Gold nanoparticles, which are promising for applications from electronics to biomedicine because of their useful combination of properties, might not be as stable in the environment as commonly thought, according to new research [Avellan et al., Nature Nanotechnology (2018), https://doi.org/10.1038/s41565-018-0231-y].
As nanoparticles become more widely used in consumer products, these engineered particles are starting to find their way in soils and aquatic systems as items degrade and are discarded. Scientists had generally assumed that metal nanoparticles, particularly gold, are sufficiently inert to remain stable in the environment. Now, however, Gregory V. Lowry and his colleagues from the Center for the Environmental Implications of NanoTechnology, Carnegie Mellon University, Duke University, and the University of Kentucky are challenging this assumption.
Using a replica of a natural outdoor freshwater wetland environment, known as a ‘mesocosm’, the team found that small doses of gold nanoparticles (Au-NPs) introduced gradually into the system do not remain unchanged but are broken down by aquatic plants over a period of months (Fig. 1). Native to Brazil, Egeria densa is a type of macrophyte that grows in fresh water (Fig. 2). Over a timespan of nine months, E. densa accumulated and transformed nearly 70% of the Au-NPs introduced into the system into cyanide, hydroxide, and thiol complexes. Once associated with the plants, all the gold is transformed into complexes, leaving no purely metallic gold.
“We were taken completely by surprise,” says Mark R. Wiesner, the James B. Duke Professor and chair of civil and environmental engineering at Duke. “The nanoparticles that were supposed to be the most stable turned out to be the least stable of all.”
The researchers had not been looking for the effect at all. The study had, in fact, set out to investigate the environmental behaviour of nitrogen, phosphorus, and copper hydroxide NPs from commercial pesticides and fertilisers.
“The Au-NPs were used as a tracer for NP behaviours,” explains Lowry. “We employed a long-term, low-concentration input of NPs that allowed us to observe them entering the natural biogeochemical cycle. This could not have been observed any other way, and had not been observed prior to our study.”
A clue to the surprising result came when the researchers examined colonies of bacteria known as biofilms, which grow on the shoots and leaves of macrophytes. These biofilms appear able to dissolve Au-NPs within a matter of days. The secret to this capability, the researchers believe, is that the microorganisms making up the biofilm secrete cyanide as a by-product, which acts as a catalyst for the biodissolution of metal particles.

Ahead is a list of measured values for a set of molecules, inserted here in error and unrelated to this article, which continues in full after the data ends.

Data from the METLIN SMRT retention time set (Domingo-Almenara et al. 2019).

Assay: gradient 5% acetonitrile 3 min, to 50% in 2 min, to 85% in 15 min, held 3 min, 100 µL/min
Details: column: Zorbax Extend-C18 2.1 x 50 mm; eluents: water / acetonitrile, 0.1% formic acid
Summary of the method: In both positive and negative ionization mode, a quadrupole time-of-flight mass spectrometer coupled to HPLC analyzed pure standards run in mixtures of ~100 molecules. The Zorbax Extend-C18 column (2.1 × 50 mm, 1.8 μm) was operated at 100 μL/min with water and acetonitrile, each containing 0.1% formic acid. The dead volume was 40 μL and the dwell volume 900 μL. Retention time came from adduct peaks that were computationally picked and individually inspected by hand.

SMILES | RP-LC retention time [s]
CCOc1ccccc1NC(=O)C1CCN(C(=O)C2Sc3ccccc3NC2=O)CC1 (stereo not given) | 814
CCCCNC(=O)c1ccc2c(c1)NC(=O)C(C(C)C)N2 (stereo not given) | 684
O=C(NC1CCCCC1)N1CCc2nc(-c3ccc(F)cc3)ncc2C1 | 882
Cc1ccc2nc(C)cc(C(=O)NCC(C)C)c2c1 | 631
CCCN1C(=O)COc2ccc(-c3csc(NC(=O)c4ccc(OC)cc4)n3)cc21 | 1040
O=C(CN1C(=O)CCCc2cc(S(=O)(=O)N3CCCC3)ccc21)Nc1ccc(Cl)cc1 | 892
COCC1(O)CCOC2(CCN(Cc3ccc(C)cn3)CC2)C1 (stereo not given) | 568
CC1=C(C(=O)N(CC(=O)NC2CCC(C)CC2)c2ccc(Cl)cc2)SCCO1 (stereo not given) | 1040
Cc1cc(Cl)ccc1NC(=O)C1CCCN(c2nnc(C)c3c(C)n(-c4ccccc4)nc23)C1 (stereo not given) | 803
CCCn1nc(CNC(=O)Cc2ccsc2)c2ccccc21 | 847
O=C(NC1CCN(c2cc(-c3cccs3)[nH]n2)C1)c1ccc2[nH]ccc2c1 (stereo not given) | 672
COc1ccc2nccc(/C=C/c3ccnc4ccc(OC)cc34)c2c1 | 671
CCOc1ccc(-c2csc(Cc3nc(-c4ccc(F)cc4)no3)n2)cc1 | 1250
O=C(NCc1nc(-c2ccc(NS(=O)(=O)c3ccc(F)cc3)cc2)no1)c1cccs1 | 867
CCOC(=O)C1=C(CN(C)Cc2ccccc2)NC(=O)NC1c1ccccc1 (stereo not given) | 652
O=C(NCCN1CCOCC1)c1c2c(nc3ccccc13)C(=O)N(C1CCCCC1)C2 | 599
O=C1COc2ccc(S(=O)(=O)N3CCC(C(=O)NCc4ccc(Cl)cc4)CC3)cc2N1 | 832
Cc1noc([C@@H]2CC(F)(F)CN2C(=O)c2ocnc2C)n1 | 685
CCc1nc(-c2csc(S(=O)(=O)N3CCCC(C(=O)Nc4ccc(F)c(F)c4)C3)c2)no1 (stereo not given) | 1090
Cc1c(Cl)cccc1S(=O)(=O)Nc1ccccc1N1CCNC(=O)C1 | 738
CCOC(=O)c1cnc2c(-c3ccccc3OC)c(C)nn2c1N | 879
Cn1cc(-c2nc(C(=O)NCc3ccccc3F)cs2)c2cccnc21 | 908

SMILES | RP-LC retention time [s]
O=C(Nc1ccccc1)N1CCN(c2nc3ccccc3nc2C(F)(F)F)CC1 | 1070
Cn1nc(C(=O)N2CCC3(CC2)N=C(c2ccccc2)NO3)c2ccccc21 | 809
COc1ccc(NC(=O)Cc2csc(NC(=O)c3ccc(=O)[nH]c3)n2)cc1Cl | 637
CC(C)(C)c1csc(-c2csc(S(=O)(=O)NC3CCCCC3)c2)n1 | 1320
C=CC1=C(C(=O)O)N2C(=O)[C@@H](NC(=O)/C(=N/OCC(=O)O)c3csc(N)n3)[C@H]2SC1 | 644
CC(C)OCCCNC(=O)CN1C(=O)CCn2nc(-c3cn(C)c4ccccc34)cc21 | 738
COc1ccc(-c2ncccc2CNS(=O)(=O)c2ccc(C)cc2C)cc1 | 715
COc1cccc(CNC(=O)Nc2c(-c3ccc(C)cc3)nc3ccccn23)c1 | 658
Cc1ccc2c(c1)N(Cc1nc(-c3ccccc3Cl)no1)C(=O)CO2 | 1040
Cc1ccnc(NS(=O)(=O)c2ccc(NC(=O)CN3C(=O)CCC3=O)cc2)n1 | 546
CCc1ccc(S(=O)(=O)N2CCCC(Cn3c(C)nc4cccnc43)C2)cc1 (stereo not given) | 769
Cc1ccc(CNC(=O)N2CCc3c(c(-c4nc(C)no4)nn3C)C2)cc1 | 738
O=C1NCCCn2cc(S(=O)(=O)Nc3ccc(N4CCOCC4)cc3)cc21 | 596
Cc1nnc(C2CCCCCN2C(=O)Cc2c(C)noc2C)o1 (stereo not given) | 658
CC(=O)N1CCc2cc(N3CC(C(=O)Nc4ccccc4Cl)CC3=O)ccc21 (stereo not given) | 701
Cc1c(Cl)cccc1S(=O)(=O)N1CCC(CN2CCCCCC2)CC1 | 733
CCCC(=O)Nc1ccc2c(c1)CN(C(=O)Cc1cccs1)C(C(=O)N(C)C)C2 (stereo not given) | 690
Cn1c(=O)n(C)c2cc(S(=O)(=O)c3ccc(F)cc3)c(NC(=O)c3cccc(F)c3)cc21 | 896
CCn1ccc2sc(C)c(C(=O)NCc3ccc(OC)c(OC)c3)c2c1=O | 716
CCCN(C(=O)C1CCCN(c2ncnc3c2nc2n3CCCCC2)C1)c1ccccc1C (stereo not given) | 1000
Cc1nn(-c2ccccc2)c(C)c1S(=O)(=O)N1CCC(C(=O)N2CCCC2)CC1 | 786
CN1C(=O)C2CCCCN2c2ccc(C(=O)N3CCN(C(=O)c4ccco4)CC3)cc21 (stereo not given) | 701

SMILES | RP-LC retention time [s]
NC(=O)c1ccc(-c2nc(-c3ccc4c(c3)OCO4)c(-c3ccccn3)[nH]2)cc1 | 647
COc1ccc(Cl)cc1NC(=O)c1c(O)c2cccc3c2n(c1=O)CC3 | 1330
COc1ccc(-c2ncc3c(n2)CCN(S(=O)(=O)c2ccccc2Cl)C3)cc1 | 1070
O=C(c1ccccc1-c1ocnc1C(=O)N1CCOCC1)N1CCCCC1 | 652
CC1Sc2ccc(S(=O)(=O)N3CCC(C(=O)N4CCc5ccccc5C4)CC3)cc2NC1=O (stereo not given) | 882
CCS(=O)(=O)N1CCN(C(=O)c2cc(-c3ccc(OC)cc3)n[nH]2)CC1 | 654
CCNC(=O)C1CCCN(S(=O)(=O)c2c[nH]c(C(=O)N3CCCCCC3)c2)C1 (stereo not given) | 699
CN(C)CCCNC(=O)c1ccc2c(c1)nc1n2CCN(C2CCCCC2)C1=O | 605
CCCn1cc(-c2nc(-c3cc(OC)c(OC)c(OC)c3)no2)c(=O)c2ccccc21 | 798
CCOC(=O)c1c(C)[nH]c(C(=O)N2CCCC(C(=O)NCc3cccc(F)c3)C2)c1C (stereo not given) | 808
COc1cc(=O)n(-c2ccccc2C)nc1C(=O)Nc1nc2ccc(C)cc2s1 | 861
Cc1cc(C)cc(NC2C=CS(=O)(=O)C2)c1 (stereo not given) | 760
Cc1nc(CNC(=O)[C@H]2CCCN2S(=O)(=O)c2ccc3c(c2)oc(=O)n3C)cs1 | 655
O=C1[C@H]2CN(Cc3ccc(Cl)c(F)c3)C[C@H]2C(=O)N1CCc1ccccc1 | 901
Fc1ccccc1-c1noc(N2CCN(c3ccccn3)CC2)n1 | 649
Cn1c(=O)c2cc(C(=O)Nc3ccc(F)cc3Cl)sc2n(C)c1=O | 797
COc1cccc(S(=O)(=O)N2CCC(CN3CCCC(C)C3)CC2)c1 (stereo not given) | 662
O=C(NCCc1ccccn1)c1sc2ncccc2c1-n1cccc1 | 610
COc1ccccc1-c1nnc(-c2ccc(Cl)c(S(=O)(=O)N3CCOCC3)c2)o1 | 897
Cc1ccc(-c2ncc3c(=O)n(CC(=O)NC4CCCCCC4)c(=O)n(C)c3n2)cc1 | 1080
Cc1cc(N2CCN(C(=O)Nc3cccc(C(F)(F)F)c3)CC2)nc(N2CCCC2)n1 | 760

“Our finding highlights that NPs, even if very stable thermodynamically, can be transformed at high rates when they enter biological complex aquatic environments,” says Lowry. “Since these transformations influence NP mobility, persistence, and toxicity to the environment, this is a very important finding for future research predicting NP behaviour to consider.”
Aquatic plants and ecosystems, particularly those that include bacterial species ill-adapted to metallic environments, could become sinks for metal nanoparticles. Similar processes could affect many other metal nanoparticles and their breakdown in aquatic environments. The team is now urging that studies assessing the long-term fate of metal nanoparticles in the environment take into accounta these biological transformations.
“It is increasingly recognised that studies of the fate and behaviour of nanomaterials need to consider chemical and biotic interactions over longer time-scales than those commonly used in laboratory tests,” explains David Spurgeon of the UK’s Centre for Ecology & Hydrology.
Mesocosm systems are important tools for such evaluations, he adds, because they allow different species to interact under natural conditions over longer time periods than typical laboratory tests.
“[This work] provides just the kind of new insight that can arise from a mesocosm experiment,” he says. “Contrary to previous assumptions that Au-NPs would be stable in freshwater environments, their studies identify that Au-NPs are instead biotransformed and taken up by the dominant plant species in the system (in this case, E. densa).”
Spurgeon believes that tests would not have revealed the biotransformation of Au-NPs in a less biologically complex system, or over shorter time periods, or if unrealistically high concentrations of Au-NPs had been introduced into the system. Further studies are now needed to get a full understanding of the functional mechanisms underpinning Au-NP transformation, their role in geochemical cycling, and fate in aquatic systems, he says.